International Day of Peace Celebration -Guru Nanak Darbar Gurudwara Dubai

Sep 14, 2017

Dubai (UAE) – Mr. Frode Mauring addresses gathering on the occasion of the International Day of Peace celebration at Gurunanak Darbar Sikh Temple Dubai ©UNDP UAE / Liga Lice da Costa

Your excellency Sheikha Lubna bint Khalid Al Qasimi, Minister of State for Tolerance; Excellencies, Honourable Guests, Ladies and Gentlemen,

Good afternoon.

It is always a great pleasure to join our friends at Guru Nanak Darbar Gurudwara. I am fortunate to have been present in previous events hosted here that celebrated diversity and tolerance.  Today we are here to celebrate the International Day of Peace in that same spirit of kindness and inclusion.

Since its declaration by the UN General Assembly more than thirty years ago, the International Day of Peace has been observed as a day for humanity to unite and rise above any difference that could set us apart, both within and among all nations and peoples.

Sadly, in different regions across the globe, we bear witness to a prevalence of violence and hatred within nations.  In most cases, these dire conditions initiate as drawn out nervousness and tensions among citizens.  Arising from situations of suppression, injustice and inequality, and lack of hope for the future, they ultimately end in regretful conflict situations.

What is more worrisome are the spiraling consequences of these conflicts.  Of course, they take a devastating toll on the governance and development of a nation; also on its natural resources and infrastructure.  But, it most significantly takes a toll on a nation’s most vital asset: its people.

We see it first hand with the plight of refugees.  There are about 65 million refugees around the world as a result of these conflicts.  Particularly, the ongoing crises in the Middle East have produced the greatest share of refugees in recent years, where millions of men, women and children were forced to leave their homes, their jobs, their families, their entire livelihoods to seek asylum.  All to escape danger in the pursuit of a better, and above all, safer tomorrow.

Which brings me to this year’s theme for International Peace Day:  Respect, Safety and Dignity for all. Three brilliant words. Respect, Safety and Dignity for all.

As we engage and mobilize people throughout the world to show support for refugees, migrants, and all those afflicted by armed conflict, it is our hope these three values are upheld.

Fully embodying respect, safety and dignity for all in our actions and our words would guarantee the safeguarding of human rights. It would erode the instincts to discriminate based on differences, and it would assert tolerance for diversity and acceptance of the richness found within it.  It would undoubtedly pave a strong, resilient path towards peace.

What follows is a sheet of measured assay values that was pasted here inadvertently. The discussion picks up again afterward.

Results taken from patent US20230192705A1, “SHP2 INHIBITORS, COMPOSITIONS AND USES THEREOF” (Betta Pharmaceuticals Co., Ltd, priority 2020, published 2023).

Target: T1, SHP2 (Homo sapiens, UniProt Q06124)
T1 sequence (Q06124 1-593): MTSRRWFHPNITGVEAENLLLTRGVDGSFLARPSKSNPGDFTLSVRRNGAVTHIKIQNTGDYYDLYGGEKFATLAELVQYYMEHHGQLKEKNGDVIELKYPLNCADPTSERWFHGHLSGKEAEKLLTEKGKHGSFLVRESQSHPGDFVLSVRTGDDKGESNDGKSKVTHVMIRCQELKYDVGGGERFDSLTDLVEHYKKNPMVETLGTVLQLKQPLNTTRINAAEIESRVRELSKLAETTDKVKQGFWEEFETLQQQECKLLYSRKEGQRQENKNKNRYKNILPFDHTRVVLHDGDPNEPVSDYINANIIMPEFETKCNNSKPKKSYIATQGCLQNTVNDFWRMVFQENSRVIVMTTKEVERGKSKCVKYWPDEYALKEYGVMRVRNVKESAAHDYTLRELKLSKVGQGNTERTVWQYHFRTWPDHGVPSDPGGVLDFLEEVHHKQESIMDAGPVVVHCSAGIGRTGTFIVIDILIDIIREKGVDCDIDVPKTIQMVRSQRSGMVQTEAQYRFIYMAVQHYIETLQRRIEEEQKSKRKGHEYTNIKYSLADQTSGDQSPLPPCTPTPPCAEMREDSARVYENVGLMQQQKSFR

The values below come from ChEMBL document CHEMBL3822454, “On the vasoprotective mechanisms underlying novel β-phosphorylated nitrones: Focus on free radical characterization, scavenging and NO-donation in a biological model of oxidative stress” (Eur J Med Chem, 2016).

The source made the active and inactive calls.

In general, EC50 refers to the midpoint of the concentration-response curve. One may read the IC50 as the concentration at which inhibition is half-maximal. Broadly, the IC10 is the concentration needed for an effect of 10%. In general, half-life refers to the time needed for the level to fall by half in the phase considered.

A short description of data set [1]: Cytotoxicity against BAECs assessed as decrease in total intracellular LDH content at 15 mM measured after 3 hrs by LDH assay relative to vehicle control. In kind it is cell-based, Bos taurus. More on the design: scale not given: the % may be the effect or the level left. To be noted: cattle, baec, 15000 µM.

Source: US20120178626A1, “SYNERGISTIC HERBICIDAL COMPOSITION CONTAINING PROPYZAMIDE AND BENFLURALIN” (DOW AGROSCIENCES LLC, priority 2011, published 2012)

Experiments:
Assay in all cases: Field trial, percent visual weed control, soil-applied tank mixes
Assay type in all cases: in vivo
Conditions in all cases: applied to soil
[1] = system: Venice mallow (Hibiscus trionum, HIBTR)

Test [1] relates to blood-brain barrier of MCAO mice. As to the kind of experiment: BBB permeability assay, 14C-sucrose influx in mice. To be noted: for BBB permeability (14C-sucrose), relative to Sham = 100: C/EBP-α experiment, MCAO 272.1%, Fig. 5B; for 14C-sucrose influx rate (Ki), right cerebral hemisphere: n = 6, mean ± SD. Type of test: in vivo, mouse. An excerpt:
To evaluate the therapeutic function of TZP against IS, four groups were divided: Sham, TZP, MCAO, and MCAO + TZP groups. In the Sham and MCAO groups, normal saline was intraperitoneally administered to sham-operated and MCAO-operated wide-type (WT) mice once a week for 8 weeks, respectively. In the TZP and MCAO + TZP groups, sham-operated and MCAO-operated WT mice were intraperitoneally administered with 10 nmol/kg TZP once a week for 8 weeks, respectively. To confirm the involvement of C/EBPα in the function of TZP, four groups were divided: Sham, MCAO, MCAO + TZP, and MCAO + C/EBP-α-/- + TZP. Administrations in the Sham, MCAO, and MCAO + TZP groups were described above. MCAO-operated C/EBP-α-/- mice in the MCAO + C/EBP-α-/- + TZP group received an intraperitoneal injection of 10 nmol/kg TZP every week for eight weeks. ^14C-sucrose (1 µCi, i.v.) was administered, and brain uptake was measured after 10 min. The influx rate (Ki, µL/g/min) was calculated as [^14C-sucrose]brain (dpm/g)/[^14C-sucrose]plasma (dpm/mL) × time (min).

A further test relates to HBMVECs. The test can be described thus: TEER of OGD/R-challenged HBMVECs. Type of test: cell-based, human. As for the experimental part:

However, it would also be meaningless to only talk about achieving peace as merely the result of ending conflicts.

As Dr. Martin Luther King Jr correctly stated: “True peace is not merely the absence of tension: it is the presence of justice.”

The aftermath of conflict is equally as devastating for communities trying to rebuild their foundations. Reconstruction, in its broadest sense, takes years. Respect, safety and dignity are strong propellers for the accomplishment of peace, but a guarantee of justice is also essential to its accomplishment. Without justice, a breakdown of peace is almost inevitable.  Far too often we see reemergence of conflict after a period of calm. Sustaining peace then has to include addressing the causes of conflicts.

At the core of our work at the United Nations we now have the Sustainable Development Goals: a global to-achieve list, if you will, that tackles the most pressing challenges for our world.

Goal 16 underlines the unbreakable relationship between peace and justice. Under Goal 16, nations have committed to promote peaceful and inclusive societies and to provide access to justice for all their citizens. Both peace and justice are our fundamental freedoms, and both are necessary for real sustainable development. 

A true example of the resilience of the human spirit can be found here, in the Middle East. With a history of suffering and struggles, it has continued to this day to stand out for its resilience and desire to survive. We must not forget our common humanity brings with it common aspirations, in which peace is paramount. 

With United Arab Emirate’s focus on diversity and tolerance as both vision and practice, there should be no surprise why youth in the Middle East holds the country as an ideal place for its aspirations.  I am therefore pleased and honoured to be here with the title bearer of these values, Sheikha Lubna, the Minister of Tolerance, to who I extent my sincere gratitude.

Before concluding, I’d like to thank the Guru Nanak Darbar Gurudwara once more for collaborating with UNDP to make this International Day of Peace event happen.  My appreciation also to Mr Surender Sing Kandhari.  Thank you all of you for your personal dedication to making the world a better place.

 

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